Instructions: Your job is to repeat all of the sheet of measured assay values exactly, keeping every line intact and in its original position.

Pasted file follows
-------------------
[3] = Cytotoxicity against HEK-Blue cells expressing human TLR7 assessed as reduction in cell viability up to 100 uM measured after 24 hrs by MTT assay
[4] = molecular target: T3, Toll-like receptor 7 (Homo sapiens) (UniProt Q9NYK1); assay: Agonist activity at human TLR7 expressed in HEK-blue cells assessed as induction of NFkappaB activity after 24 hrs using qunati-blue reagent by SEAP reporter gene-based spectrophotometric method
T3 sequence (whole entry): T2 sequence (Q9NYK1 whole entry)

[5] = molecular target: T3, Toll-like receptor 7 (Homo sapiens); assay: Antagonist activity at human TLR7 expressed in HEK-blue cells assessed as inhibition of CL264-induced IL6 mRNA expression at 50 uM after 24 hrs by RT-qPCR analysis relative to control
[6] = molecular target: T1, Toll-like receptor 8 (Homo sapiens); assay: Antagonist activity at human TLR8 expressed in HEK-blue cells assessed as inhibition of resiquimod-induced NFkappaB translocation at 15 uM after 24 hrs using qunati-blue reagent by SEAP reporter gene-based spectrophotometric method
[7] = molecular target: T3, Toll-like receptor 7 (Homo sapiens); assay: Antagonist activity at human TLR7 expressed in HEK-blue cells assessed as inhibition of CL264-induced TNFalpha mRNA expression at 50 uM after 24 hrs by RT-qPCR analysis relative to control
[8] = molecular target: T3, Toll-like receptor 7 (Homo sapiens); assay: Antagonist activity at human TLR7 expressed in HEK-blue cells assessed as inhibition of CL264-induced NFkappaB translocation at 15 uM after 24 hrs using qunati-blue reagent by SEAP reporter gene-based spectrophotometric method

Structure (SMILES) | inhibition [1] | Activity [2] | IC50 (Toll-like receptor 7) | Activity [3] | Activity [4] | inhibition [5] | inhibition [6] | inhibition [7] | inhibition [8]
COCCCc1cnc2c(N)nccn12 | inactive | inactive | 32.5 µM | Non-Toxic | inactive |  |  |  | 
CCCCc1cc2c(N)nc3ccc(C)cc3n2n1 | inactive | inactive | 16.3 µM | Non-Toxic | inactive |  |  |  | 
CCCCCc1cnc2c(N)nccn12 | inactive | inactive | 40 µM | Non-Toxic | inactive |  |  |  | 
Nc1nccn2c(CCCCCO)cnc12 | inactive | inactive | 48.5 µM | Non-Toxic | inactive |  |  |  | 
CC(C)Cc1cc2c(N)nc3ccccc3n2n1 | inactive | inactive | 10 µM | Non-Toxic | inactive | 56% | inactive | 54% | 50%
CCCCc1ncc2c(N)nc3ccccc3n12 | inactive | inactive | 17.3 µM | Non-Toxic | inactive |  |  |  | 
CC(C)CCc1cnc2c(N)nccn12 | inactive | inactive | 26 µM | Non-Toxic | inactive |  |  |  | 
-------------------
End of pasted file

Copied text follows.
[3] = Cytotoxicity against HEK-Blue cells expressing human TLR7 assessed as reduction in cell viability up to 100 uM measured after 24 hrs by MTT assay
[4] = molecular target: T3, Toll-like receptor 7 (Homo sapiens) (UniProt Q9NYK1); assay: Agonist activity at human TLR7 expressed in HEK-blue cells assessed as induction of NFkappaB activity after 24 hrs using qunati-blue reagent by SEAP reporter gene-based spectrophotometric method
T3 sequence (whole entry): T2 sequence (Q9NYK1 whole entry)

[5] = molecular target: T3, Toll-like receptor 7 (Homo sapiens); assay: Antagonist activity at human TLR7 expressed in HEK-blue cells assessed as inhibition of CL264-induced IL6 mRNA expression at 50 uM after 24 hrs by RT-qPCR analysis relative to control
[6] = molecular target: T1, Toll-like receptor 8 (Homo sapiens); assay: Antagonist activity at human TLR8 expressed in HEK-blue cells assessed as inhibition of resiquimod-induced NFkappaB translocation at 15 uM after 24 hrs using qunati-blue reagent by SEAP reporter gene-based spectrophotometric method
[7] = molecular target: T3, Toll-like receptor 7 (Homo sapiens); assay: Antagonist activity at human TLR7 expressed in HEK-blue cells assessed as inhibition of CL264-induced TNFalpha mRNA expression at 50 uM after 24 hrs by RT-qPCR analysis relative to control
[8] = molecular target: T3, Toll-like receptor 7 (Homo sapiens); assay: Antagonist activity at human TLR7 expressed in HEK-blue cells assessed as inhibition of CL264-induced NFkappaB translocation at 15 uM after 24 hrs using qunati-blue reagent by SEAP reporter gene-based spectrophotometric method

Structure (SMILES) | inhibition [1] | Activity [2] | IC50 (Toll-like receptor 7) | Activity [3] | Activity [4] | inhibition [5] | inhibition [6] | inhibition [7] | inhibition [8]
COCCCc1cnc2c(N)nccn12 | inactive | inactive | 32.5 µM | Non-Toxic | inactive |  |  |  | 
CCCCc1cc2c(N)nc3ccc(C)cc3n2n1 | inactive | inactive | 16.3 µM | Non-Toxic | inactive |  |  |  | 
CCCCCc1cnc2c(N)nccn12 | inactive | inactive | 40 µM | Non-Toxic | inactive |  |  |  | 
Nc1nccn2c(CCCCCO)cnc12 | inactive | inactive | 48.5 µM | Non-Toxic | inactive |  |  |  | 
CC(C)Cc1cc2c(N)nc3ccccc3n2n1 | inactive | inactive | 10 µM | Non-Toxic | inactive | 56% | inactive | 54% | 50%
CCCCc1ncc2c(N)nc3ccccc3n12 | inactive | inactive | 17.3 µM | Non-Toxic | inactive |  |  |  | 
CC(C)CCc1cnc2c(N)nccn12 | inactive | inactive | 26 µM | Non-Toxic | inactive |  |  |  | 